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I need to parse an XML file to Ruby objects.

Is there a tool to read attributes from XML like this report.system_slots.items to return an array of item properties, or report.system_slots.current_usage to return 'Available'?

Is it possible to do this with Nokogiri?

<page Title="System Slots" H1="Property" H2="Value" __type__="2">
  <item Property="System Slot 1">
  <item Property="Name" Value="PCI1"/>
  <item Property="Type" Value="PCI"/>
  <item Property="Data Bus Width" Value="32 bits"/>
  <item Property="Current Usage" Value="Available"/>
  <item Property="Characteristics">
    <item Property="Vcc voltage supported" Value="3.3 V, 5.0 V"/>
    <item Property="Shared" Value="No"/>
    <item Property="PME Signal" Value="Yes"/>
    <item Property="Support Hot Plug" Value="No"/>
    <item Property="PCI slot supports SMBus signal" Value="Yes"/>
  </item>
</item>
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1 Answer 1

up vote 4 down vote accepted

Look at Ox. It reads XML and returns a reasonable Ruby object facsimile of the XML.

require 'ox'

hash = {'foo' => { 'bar' => 'hello world'}}

puts Ox.dump(hash)

pp Ox.parse_obj(Ox.dump(hash))

Dumping that into IRB gives me:

require 'ox'

 >   hash = {'foo' => { 'bar' => 'hello world'}}
{
    "foo" => {
        "bar" => "hello world"
    }
}

 >   puts Ox.dump(hash)
<h>
  <s>foo</s>
  <h>
    <s>bar</s>
    <s>hello world</s>
  </h>
</h>
nil

 >   pp Ox.parse_obj(Ox.dump(hash))
{"foo"=>{"bar"=>"hello world"}}
{
    "foo" => {
        "bar" => "hello world"
    }
}

That said, your XML sample is broken and won't work with OX. It WILL work with Nokogiri, though there are errors reported, which would hint that you wouldn't be able to parse the DOM correctly.

My question is, why do you want to convert the XML to an object? It is SO much easier to handle XML using a parser like Nokogiri. Using a fixed version of your XML:

require 'nokogiri'

xml = '
<xml>
<page Title="System Slots" H1="Property" H2="Value" __type__="2">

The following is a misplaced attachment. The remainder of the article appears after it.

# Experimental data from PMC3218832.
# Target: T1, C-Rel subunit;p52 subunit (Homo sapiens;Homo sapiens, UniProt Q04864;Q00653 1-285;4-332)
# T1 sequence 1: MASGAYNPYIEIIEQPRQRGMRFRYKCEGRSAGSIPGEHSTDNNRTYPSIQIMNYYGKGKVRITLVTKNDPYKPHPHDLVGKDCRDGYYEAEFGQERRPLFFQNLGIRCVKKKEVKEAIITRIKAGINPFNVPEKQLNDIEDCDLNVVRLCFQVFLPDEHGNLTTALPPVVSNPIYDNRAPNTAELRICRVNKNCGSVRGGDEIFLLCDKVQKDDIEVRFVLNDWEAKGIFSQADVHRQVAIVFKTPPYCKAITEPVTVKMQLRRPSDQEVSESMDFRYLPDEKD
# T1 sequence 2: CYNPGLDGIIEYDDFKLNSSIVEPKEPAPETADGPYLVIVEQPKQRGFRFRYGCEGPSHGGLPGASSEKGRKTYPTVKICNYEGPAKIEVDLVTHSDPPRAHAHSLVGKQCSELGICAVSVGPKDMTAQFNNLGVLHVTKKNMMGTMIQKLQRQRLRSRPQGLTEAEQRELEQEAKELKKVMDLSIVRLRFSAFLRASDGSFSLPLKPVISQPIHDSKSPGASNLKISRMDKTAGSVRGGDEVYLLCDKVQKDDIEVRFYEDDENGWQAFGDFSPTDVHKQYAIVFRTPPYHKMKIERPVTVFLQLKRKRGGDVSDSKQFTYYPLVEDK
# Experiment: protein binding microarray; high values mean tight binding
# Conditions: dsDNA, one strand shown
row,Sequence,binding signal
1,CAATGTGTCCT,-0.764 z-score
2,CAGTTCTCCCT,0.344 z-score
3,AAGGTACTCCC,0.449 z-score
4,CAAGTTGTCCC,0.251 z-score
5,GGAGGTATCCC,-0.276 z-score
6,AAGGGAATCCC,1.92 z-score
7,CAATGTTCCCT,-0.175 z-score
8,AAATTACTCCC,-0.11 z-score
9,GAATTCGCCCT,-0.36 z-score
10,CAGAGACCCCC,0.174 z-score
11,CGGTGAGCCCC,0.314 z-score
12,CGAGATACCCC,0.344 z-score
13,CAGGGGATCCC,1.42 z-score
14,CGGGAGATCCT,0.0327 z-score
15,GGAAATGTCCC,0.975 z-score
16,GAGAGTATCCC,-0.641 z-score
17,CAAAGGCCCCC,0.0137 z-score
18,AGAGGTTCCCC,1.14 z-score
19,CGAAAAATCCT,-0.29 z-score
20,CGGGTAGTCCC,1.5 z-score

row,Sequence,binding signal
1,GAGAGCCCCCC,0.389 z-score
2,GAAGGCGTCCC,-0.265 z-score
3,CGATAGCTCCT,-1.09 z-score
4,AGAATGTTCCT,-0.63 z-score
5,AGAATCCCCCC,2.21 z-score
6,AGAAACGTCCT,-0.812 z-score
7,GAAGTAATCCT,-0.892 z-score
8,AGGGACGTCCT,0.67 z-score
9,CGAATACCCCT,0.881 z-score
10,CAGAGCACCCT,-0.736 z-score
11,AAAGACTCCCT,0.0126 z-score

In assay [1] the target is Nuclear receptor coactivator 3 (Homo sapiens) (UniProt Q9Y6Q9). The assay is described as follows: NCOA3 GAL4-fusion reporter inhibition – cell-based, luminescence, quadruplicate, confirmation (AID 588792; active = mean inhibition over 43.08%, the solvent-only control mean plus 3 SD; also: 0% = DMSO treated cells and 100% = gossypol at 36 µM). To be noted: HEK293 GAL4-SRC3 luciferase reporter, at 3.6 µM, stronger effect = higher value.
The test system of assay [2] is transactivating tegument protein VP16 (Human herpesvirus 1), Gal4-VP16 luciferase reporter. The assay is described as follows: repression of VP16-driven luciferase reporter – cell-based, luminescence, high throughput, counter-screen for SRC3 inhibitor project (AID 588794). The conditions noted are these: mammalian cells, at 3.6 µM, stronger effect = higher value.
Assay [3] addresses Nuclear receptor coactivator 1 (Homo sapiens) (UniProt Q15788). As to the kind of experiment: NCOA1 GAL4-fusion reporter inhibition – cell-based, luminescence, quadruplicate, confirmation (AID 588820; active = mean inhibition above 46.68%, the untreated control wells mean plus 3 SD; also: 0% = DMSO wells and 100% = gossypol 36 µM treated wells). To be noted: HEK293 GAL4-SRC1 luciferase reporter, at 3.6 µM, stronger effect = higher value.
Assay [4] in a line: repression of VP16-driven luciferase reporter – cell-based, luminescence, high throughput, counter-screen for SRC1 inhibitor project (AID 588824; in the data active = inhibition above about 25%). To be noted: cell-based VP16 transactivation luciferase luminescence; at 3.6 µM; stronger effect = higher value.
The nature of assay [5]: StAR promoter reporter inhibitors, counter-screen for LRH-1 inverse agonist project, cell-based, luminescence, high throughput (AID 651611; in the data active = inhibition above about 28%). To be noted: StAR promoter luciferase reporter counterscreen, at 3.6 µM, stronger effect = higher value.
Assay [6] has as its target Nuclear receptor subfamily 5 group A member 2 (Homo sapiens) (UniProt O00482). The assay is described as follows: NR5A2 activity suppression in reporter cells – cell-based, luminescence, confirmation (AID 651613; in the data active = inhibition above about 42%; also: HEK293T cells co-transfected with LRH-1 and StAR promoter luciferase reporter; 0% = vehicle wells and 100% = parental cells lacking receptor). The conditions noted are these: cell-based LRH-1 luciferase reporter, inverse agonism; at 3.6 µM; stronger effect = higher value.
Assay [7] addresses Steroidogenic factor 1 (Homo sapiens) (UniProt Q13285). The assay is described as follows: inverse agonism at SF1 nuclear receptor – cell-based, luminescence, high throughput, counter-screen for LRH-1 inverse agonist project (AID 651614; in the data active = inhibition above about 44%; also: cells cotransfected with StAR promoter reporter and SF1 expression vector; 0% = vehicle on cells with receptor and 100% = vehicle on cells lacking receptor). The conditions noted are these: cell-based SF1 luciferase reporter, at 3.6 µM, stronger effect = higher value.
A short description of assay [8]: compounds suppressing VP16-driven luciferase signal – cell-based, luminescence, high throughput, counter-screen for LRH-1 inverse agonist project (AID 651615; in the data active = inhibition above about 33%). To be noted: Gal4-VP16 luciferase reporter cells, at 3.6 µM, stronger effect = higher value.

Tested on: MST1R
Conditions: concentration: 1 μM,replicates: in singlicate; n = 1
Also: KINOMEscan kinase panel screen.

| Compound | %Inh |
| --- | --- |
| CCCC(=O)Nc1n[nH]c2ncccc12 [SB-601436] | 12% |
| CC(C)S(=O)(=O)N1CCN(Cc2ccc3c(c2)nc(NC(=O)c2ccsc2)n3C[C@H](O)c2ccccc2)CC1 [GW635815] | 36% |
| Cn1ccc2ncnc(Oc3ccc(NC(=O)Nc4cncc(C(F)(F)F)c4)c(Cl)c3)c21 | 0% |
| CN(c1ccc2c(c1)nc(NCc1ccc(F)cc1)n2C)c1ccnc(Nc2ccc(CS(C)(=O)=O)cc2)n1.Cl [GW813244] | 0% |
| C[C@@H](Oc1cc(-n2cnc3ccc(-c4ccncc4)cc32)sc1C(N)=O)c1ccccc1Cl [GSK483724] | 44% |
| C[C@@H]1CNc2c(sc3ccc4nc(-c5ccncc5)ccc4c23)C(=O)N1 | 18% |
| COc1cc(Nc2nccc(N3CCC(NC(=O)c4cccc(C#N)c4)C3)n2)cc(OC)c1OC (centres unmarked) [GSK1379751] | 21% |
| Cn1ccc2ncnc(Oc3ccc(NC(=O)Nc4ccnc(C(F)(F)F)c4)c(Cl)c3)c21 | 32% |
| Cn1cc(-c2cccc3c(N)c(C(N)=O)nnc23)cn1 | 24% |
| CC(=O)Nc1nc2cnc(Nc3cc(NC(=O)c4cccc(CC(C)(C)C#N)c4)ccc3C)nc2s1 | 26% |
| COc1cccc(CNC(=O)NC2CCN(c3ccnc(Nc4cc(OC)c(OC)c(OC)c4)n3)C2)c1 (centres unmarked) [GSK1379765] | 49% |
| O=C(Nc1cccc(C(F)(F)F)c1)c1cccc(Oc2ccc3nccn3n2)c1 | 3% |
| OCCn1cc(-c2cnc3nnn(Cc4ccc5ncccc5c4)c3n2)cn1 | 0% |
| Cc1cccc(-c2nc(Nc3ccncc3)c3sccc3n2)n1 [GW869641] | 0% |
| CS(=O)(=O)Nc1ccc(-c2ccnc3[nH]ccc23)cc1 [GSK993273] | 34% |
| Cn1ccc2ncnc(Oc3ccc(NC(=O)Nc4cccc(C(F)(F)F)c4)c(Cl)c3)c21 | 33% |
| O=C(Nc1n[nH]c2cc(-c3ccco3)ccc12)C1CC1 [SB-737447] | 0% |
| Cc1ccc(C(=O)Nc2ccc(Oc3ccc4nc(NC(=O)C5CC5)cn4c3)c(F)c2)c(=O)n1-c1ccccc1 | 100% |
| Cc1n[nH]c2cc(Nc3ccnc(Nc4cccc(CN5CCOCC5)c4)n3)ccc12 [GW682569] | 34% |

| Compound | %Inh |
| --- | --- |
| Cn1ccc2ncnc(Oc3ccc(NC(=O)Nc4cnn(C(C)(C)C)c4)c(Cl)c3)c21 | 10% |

<item Property="System Slot 1"/>
  <item Property="Name" Value="PCI1"/>
  <item Property="Type" Value="PCI"/>
  <item Property="Data Bus Width" Value="32 bits"/>
  <item Property="Current Usage" Value="Available"/>
  <item Property="Characteristics">
    <item Property="Vcc voltage supported" Value="3.3 V, 5.0 V"/>
    <item Property="Shared" Value="No"/>
    <item Property="PME Signal" Value="Yes"/>
    <item Property="Support Hot Plug" Value="No"/>
    <item Property="PCI slot supports SMBus signal" Value="Yes"/>
  </item>
</page>
</xml>'

doc = Nokogiri::XML(xml)

page = doc.at('page')
page['Title'] # => "System Slots"
page.at('item[@Property="Current Usage"]')['Value'] # => "Available"

item_properties = page.at('item[@Property="Characteristics"]')
item_properties.at('item[@Property="PCI slot supports SMBus signal"]')['Value'] # => "Yes"

Parsing a big XML document into memory can return a labyrinth of arrays and hashes that still have to be peeled apart to access the values you want. Using Nokogiri, you have CSS and XPath accessors which are easy to learn and read; I used CSS above but could easily have used XPath to accomplish the same things.

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Here is the Git repo for Ox: github.com/ohler55/ox –  DaSh Jan 14 '14 at 20:52

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